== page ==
Brian May interview Good Morning Britain 23 Nov 2021
Brian’s interview on “Good Morning Britain Tuesday 23 November 2021
TRANSCRIPT by Jen Tunney
GMB: 30 years ago today the Queen legend, Freddie Mercury confirmed he had been diagnosed with AIDS, following intense speculation about his health. Freddie, who was the first major rock star to acknowledge having AIDS, tragically died at his home in London just 24 hours after that announcement. His friend and Queen lead guitarist, Brian May, joins us now.
Brian, I know This documentary is due to come out on the BBC this month and it takes us back to that moment and for Freddie to have this, hold this secret so close, and for you guys in the band to protect Freddie like that must been a very very difficult and challenging time for you all.
BRIAN MAY: Yeah, it was a hard time but it kind of united us as a family in a sense because we just completely closed ranks around Freddie and tried to make his life as easy as possible and trying to keep the harpies away and a lot of people kind of poking lenses through his windows and stuff. It was a horrible time for him and a lot of the time we went to Montreux particularly. Freddie actually lived in Montreux for a while. I just came back there from from there from visiting our dear Manager who’s still there and not very well, but Freddie had a lovely time that he was able to escape and, of course, we had the studio there so we could make music, and making music was Freddie’s life. He just loved it. He could insulate himself once he was in that environment and we had a fantastic time. Strangely enough is one of the most joyful times we ever had. Freddie seemed to be able to leave all the rest of it outside and just enjoy making his music.
GMB: We’ve already spoken this morning, and I don’t know if you saw Brian, but our UK News Editor, Paul Brand ,did this incredible piece of investigative work, tracking down and identifying, putting a name to the anonymous patient zero – the first person in the country to die of AIDS and how important that was in showing the stigma around AIDS back then and enabling his family to feel, to know, that he had even died of AIDS, because a lot of them didn’t even know. There was so much stigma around it at the time.
BRIAN: That’s right. Yes, it was a horrible thing because it stood in the way of dealing with it and and protecting humanity against the disease. If you see the demo, the documentary, a lot of it focuses on the fact that we did the Tribute Concert for Freddie to put him in his proper place but also to start the awareness that AIDS was a disease which affected everyone and we needed to unite against it and we made those first steps, or some of the first steps to get rid of that stigma, and the world move forward I think at that point and realise[d], “Yeah here’s something we have to fight against together”.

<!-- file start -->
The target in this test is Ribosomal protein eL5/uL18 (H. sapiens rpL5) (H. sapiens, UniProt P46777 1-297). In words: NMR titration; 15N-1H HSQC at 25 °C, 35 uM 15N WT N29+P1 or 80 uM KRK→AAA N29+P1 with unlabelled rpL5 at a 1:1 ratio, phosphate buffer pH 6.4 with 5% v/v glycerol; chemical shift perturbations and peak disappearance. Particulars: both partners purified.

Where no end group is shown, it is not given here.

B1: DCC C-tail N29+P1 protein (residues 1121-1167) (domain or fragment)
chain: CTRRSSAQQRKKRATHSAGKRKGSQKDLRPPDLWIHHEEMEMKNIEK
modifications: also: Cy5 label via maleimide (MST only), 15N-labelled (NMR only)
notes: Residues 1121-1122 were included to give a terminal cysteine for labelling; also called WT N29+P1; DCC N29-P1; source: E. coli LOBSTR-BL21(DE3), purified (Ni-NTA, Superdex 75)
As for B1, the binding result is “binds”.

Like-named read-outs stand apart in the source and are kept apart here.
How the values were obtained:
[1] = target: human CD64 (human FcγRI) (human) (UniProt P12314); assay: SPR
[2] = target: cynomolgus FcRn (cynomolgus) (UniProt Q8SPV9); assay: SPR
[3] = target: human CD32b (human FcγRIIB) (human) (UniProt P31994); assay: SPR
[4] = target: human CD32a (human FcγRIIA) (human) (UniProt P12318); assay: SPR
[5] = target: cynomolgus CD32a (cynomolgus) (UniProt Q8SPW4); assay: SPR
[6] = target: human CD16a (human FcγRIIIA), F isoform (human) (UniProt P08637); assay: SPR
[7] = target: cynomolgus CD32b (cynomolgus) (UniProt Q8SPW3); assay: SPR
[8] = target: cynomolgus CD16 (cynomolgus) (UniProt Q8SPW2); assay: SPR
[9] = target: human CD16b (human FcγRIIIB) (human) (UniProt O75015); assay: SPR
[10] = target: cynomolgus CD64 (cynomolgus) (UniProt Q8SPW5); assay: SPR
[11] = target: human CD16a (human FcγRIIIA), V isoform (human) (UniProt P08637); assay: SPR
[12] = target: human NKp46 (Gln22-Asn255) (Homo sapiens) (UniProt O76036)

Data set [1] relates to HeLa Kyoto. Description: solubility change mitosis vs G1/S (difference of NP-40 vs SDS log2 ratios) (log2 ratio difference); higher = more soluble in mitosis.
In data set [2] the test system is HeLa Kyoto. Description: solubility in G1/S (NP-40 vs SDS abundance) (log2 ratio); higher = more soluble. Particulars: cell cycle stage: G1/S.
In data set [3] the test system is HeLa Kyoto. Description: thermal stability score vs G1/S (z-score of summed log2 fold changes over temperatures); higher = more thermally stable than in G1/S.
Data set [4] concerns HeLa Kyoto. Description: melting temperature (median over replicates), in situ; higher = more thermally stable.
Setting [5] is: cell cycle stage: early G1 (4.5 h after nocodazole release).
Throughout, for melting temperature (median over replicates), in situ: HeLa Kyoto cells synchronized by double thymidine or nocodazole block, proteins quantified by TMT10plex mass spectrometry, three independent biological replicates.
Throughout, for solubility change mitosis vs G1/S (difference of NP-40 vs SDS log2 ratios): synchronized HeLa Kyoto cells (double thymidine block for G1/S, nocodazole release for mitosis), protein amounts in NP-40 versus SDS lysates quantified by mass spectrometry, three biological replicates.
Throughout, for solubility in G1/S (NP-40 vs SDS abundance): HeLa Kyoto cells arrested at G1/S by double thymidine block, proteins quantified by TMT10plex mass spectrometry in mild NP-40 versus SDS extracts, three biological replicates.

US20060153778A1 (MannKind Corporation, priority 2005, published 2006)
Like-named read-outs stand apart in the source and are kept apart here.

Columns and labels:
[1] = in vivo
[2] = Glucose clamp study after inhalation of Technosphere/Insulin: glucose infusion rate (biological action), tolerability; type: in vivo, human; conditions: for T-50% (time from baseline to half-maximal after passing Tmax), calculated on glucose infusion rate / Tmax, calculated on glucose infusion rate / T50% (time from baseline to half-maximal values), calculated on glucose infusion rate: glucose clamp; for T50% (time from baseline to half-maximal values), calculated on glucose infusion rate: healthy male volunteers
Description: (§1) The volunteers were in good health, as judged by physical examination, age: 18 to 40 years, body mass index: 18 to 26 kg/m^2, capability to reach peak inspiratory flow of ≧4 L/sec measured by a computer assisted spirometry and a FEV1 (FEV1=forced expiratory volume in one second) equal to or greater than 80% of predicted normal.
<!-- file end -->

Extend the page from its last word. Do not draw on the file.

GMB: And so six months after his death you staged this incredible concert and during that you had incredible performances but one of those that’s highlighted is George Michael singing ‘Somebody to Love’, and an article in the Sunday Times says it was like a primal roar. George Michael had sold 100 million records and yet did not feel able to come out as a gay man. Years later he said it was the greatest performance of his career and the loneliest moment of his life.
BRIAN: Bless him. Yeah it’s terrible to think that he’s gone as well now, looking at that footage he was such a beautiful young man you know and the voice was incredible. I think it was a definite highlight of the night for us when his voice was coming out of that monitor system, so clear and so strong.
GMB: He was a wonderful performer and a wonderful guy, yeah, and it says something that even at that time it was hard for him to come out and be honest about his own sexuality.
BRIAN: Yeah, the times were very different. Times have changed so much and I’m glad – that’s the way it needed to be.
GMB: Brian, you’re known as a rock legend – of course your time with Queen. You’re an astronomer, you’re a publisher. I know you mostly want to be known for your animal activism, don’t you. Out of all of the things that you’ve done, what for you is the most important?